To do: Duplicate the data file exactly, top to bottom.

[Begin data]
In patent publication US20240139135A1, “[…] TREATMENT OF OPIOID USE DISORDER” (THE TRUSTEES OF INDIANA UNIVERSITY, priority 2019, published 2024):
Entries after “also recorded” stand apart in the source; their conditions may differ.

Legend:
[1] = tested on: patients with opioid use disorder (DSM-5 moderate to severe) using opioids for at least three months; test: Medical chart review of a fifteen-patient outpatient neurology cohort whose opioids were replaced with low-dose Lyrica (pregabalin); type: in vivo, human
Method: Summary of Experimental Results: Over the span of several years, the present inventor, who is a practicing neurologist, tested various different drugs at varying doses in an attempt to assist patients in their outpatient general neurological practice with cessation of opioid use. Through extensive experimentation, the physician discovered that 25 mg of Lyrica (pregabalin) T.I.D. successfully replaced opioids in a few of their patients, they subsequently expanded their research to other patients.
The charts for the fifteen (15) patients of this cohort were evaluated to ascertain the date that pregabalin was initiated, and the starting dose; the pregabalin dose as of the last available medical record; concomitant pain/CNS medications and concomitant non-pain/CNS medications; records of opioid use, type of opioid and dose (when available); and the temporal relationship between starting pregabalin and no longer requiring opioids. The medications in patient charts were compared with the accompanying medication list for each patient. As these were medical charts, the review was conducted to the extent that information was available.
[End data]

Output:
In patent publication US20240139135A1, “[…] TREATMENT OF OPIOID USE DISORDER” (THE TRUSTEES OF INDIANA UNIVERSITY, priority 2019, published 2024):
Entries after “also recorded” stand apart in the source; their conditions may differ.

Legend:
[1] = tested on: patients with opioid use disorder (DSM-5 moderate to severe) using opioids for at least three months; test: Medical chart review of a fifteen-patient outpatient neurology cohort whose opioids were replaced with low-dose Lyrica (pregabalin); type: in vivo, human
Method: Summary of Experimental Results: Over the span of several years, the present inventor, who is a practicing neurologist, tested various different drugs at varying doses in an attempt to assist patients in their outpatient general neurological practice with cessation of opioid use. Through extensive experimentation, the physician discovered that 25 mg of Lyrica (pregabalin) T.I.D. successfully replaced opioids in a few of their patients, they subsequently expanded their research to other patients.
The charts for the fifteen (15) patients of this cohort were evaluated to ascertain the date that pregabalin was initiated, and the starting dose; the pregabalin dose as of the last available medical record; concomitant pain/CNS medications and concomitant non-pain/CNS medications; records of opioid use, type of opioid and dose (when available); and the temporal relationship between starting pregabalin and no longer requiring opioids. The medications in patient charts were compared with the accompanying medication list for each patient. As these were medical charts, the review was conducted to the extent that information was available.